Assessment of streamflow variation considering long-term land-use change in a watershed

Joonwoo Noh1   Yeonsu Kim1   Wansik Yu1   Jisoo Yu2,*   

1Integrated Water Resources Management Research Center, K-water Research Institute, Daejeon 34045, Korea
2River Basin Management Department, Yeongsangang&Seomjingang Rivers Basin Head Office, K-water, Gwangju 61949, Korea


Land-use change has an important role in the hydrologic characteristics of watersheds because it alters various hydrologic components such as interception, infiltration, and evapotranspiration. For example, rapid urbanization in a watershed reduces infiltration rates and increases peak flow which lead to changes in the hydrologic responses. In this study, a physical hydrologic model the soil and water assessment tool (SWAT) was used to assess long-term continuous daily streamflow corresponding to land-use changes that occurred in the Naesungchun river watershed. For a 30-year model simulation, 3 different land-use maps of the 1990s, 2000s, and 2010s were used to identify the impacts of the land-use changes. Using SWAT-CUP (calibration and uncertainty program), an automated parameter calibration tool, 23 parameters were selected, optimized and compared with the daily streamflow data observed at the upstream, midstream and downstream locations of the watershed. The statistical indexes used for the model calibration and validation show that the model performance is improved at the downstream location of the Naesungchun river. The simulated streamflow in the mainstream considering land-use change increases up to -2 - 30 cm compared with the results simulated with the single land-use map. However, the difference was not significant in the tributaries with or without the impact of land-use change.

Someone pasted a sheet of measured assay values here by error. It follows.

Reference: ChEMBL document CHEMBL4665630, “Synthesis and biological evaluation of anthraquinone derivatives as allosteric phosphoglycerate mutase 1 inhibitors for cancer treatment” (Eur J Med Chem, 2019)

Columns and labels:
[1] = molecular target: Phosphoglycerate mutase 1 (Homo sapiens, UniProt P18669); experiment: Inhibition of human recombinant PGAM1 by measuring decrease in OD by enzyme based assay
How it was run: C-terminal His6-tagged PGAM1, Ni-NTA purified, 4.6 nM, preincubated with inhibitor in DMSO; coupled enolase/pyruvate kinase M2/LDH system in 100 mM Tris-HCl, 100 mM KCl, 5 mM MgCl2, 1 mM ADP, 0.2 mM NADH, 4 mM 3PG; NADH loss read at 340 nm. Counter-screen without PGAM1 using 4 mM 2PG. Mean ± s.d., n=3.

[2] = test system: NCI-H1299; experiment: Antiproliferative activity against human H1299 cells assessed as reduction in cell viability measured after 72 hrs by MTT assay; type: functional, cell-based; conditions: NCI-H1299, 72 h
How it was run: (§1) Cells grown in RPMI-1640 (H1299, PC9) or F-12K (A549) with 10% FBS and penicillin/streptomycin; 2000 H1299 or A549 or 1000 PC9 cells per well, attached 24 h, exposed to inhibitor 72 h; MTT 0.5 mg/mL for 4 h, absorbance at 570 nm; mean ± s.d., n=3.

Figures & Tables

Fig. 1. Land use update (LUP) tool ( HRU, hydrologic response units; SWAT, soil and water assessment tool; LULC, land use and land cover; ID, identification; LUC, land use change.